TAKEDA CALIFORNIA INC.
CEO: Keith Wilson, president and chief scientific officer.
Revenue: Not applicable. Takeda California is a drug discovery research division of Takeda Pharmaceutical Co. Ltd.
No. of local employees: 200.
Headquarters: La Jolla.
Year founded: Takeda San Diego was formed in 2005 following Takeda’s purchase of local biotechnology company Syrrx. Takeda San Diego was renamed Takeda California in January 2012.
Company description: Takeda California designs innovative new medicines to treat cancer, and various metabolic and immune disorders.
Key factors for success: A strong commitment to innovation in drug discovery. Community involvement.
La Jolla-based Takeda California Inc., with its connection to Japan’s largest pharmaceutical company, should be able to take the recently acquired Envoy Therapeutics’ technology to the next level.
In a deal worth $140 million, Envoy Therapeutics of Jupiter, Fla., has been acquired by Takeda America Holdings through a transaction finalized Nov. 13. All of Envoy Therapeutics’ 22 staff will be joining Takeda California’s 200-strong workforce in San Diego by April 1.
Takeda California is a wholly owned subsidiary of Takeda America Holdings, which is a wholly owned subsidiary of Osaka, Japan-based Takeda Pharmaceutical Co. Ltd., with some 30,000 employees in more than 70 countries.
Takeda California is known for combining protein X-ray crystallography, small molecule, antibody, and antibody drug-conjugate capabilities to efficiently generate potential new medicines for treating cancer, inflammatory diseases and metabolic diseases. The company’s drugs in various stages of development would be used to treat type 2 diabetes, lymphoma, obesity, cancers and arthritis.
Envoy has also been focused on finding new drugs that are effective and minimize side effects. The company’s proprietary bacTRAP technology combines genetic engineering with molecular biology techniques for labeling and extracting the protein-making components of specific types of cells.
Envoy Therapeutics CEO Brad Margus said the bacTRAP technology enables the ribonucleic acid inside the specific cells in the body to be tagged, allowing researchers to see which proteins are produced by certain cell types. The technology could be used to make a drug that can act on a protein that’s selective to one cell type, he said.
The technology is especially powerful in the brain where many hundreds of cell types are intermingled but Margus said that it can also be applied to any cell type in the body.
Thinking Outside the Brain
“The brain is a compelling place to start with our technology,” Margus said. “As part of a huge, global pharmaceutical company like Takeda, we can apply the technology outside the brain — to lung tissue, cancer cells, the immune system, arteries. We’ve demonstrated it’s possible but we’re a little biotech company.”
Margus said Takeda and Envoy have been collaborating for the past two years, with a focus on researching cell types that are important to schizophrenia in the brain. One of Envoy’s two lead programs is focused on addressing cognitive prompts that people with schizophrenia have, he said. The bacTRAP technology was used to find a protein that was expressed specifically in a cell type that plays a significant role in schizophrenia or cognitive problems of schizophrenia, he said.
“Even if (a patient) takes medications, people have trouble thinking clearly so it’s hard to function in everyday life,” he said. “There’s really an unmet medical need in treating cognitive problems that people with schizophrenia have and our drug looks promising for that.”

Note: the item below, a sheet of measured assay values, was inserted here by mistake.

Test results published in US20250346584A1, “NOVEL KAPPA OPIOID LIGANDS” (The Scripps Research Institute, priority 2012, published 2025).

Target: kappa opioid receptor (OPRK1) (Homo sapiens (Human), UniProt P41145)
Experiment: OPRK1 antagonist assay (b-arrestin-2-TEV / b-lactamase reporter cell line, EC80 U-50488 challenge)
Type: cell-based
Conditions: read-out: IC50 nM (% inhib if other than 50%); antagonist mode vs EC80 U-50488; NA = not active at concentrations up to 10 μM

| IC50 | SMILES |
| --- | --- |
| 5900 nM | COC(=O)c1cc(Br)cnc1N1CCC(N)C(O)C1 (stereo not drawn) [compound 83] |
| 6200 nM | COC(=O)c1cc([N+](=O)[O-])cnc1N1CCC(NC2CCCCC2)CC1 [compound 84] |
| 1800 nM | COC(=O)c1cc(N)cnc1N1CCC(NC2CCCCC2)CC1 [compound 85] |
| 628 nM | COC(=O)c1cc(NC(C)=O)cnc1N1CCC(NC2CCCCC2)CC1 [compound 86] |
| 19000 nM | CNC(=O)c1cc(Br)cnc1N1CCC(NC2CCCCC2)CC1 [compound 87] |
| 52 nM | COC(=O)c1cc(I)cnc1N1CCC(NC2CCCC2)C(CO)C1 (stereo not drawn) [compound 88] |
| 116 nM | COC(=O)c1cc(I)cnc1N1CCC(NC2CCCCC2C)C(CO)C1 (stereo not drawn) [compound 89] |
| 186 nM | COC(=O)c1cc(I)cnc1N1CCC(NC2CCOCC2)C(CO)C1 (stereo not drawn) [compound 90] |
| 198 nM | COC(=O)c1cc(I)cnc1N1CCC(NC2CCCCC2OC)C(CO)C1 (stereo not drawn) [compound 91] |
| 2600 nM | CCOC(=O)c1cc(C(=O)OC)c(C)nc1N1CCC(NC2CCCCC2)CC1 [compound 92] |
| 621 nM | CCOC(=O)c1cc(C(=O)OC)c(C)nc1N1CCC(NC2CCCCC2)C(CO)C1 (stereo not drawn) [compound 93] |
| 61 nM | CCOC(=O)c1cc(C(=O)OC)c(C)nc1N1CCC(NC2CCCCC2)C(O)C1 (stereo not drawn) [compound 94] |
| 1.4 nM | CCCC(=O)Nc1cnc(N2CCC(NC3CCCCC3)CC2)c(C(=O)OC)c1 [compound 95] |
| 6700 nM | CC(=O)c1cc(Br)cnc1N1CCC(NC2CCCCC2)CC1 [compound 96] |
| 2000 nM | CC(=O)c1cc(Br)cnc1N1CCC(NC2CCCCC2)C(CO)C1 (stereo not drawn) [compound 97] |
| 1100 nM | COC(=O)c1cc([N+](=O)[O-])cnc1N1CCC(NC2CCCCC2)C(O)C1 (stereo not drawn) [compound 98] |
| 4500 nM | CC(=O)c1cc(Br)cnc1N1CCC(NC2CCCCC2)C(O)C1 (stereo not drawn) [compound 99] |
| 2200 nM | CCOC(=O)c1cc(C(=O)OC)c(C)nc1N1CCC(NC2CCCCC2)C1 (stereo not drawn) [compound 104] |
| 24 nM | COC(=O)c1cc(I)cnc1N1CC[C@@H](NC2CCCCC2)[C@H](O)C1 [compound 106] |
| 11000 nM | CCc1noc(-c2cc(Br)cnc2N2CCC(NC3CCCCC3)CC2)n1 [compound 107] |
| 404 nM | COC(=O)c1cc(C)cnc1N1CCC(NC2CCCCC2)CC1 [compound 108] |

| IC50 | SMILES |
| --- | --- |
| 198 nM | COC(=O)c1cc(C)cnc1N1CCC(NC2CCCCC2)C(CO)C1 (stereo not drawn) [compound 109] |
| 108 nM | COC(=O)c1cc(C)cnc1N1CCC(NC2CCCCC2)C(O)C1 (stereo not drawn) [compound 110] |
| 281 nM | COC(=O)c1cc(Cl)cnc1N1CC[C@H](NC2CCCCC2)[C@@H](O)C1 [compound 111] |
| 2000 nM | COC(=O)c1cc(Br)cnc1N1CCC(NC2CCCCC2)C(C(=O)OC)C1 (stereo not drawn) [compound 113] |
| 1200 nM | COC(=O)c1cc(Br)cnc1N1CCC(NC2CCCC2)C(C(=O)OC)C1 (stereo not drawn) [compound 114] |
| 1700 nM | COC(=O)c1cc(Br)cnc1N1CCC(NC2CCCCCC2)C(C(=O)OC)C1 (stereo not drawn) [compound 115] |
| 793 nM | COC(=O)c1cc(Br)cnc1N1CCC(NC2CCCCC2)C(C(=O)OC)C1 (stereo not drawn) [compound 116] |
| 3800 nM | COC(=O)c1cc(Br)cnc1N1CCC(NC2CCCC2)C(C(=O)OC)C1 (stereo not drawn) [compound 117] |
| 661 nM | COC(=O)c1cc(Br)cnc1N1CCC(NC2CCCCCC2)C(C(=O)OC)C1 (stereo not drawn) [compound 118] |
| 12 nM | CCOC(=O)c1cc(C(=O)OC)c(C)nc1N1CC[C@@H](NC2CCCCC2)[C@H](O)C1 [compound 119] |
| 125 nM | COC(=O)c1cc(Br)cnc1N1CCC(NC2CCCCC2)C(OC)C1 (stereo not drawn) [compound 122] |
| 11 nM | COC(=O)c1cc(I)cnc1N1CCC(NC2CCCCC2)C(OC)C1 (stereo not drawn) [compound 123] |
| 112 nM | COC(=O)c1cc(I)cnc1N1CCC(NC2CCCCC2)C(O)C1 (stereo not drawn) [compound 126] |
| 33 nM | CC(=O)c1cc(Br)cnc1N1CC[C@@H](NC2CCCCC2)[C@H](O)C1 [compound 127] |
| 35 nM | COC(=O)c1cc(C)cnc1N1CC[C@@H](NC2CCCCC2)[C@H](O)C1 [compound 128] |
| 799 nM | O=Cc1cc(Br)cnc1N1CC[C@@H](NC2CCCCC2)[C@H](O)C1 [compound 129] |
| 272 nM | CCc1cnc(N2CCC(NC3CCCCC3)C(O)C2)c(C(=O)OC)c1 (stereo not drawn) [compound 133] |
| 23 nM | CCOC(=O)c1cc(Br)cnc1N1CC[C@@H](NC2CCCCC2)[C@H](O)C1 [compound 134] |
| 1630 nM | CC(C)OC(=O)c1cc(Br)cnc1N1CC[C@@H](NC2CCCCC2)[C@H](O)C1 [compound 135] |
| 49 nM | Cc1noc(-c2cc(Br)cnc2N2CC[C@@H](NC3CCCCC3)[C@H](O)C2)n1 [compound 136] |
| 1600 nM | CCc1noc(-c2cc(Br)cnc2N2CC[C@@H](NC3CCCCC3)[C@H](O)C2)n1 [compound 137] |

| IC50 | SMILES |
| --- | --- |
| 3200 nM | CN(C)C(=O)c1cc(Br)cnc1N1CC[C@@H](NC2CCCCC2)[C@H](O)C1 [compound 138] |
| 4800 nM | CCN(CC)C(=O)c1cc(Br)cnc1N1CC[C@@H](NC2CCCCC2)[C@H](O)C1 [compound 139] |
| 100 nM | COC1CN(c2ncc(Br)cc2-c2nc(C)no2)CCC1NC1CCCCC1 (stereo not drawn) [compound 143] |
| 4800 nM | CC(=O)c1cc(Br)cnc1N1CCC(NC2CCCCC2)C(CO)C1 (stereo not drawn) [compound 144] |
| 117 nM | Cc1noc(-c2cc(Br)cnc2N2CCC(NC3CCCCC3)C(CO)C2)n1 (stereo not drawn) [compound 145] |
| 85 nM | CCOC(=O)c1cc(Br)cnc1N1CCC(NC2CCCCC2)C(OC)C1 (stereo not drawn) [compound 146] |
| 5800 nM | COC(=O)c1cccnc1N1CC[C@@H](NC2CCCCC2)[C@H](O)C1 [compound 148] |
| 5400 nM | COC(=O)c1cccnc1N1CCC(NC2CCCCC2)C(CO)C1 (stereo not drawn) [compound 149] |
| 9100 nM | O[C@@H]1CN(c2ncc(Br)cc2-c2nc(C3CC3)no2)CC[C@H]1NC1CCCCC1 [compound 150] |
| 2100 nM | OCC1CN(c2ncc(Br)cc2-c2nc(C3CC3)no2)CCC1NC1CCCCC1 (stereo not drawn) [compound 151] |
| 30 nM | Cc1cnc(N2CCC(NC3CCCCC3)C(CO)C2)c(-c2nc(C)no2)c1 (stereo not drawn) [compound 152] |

Another of Envoy’s promising drugs would be used to treat Parkinson’s disease without the side effects of unwanted body movements, or tremors.
Margus said both programs have been shown to be effective in animal studies and are set for human clinical trials in 2013. He said Takeda California will be able to help take Envoy through the next steps, providing assistance with drug safety, dosing, formulation and designing the clinical trials.
“It’s going to be great because we can draw on all their experience and expertise and resources to bring the drugs to market faster,” Margus said.
Consolidated net sales for the Takeda Pharmaceutical Co. over the six-month period ended Sept. 30, 2012, were 786.9 billion yen, reflecting an increase of 84.4 billion yen, compared with the same period of the previous year. During the same period, net income was reported at 119.8 billion yen, reflecting a decrease of 15.9 billion yen, compared with the same period of the previous year. In U.S. dollars, net sales for the period translate to approximately $9.44 billion with net income of $1.43 billion.
In addition to a history of drug discovery collaboration, Takeda’s corporate venture arm, Takeda Ventures Inc. of Palo Alto, participated in Envoy’s series A financing in October 2009. This was done in accordance with TVI’s mission to nurture external innovation and help Takeda build on its heritage of innovative drug discovery, according to a company statement.
The company says that the addition of Envoy’s revolutionary technology to the San Diego region increases its capabilities as a top contender for biotech and drug discovery research for the scientific community.
Keith Wilson, president and chief scientific officer for Takeda California, said the 22 staff being transferred from Florida to San Diego will consist of scientists, a mixture of chemists, biologists and bacTRAP specialists.
“They’ll have the opportunity to access extra resources as part of a global pharmaceutical company that they couldn’t access as a standalone company,” Wilson said, explaining that Takeda can provide financial support for such things as animal studies and scaling up compounds. “Takeda can bring additional resources that they were largely missing in their small company and advance their pipeline to clinical trials more efficiently.”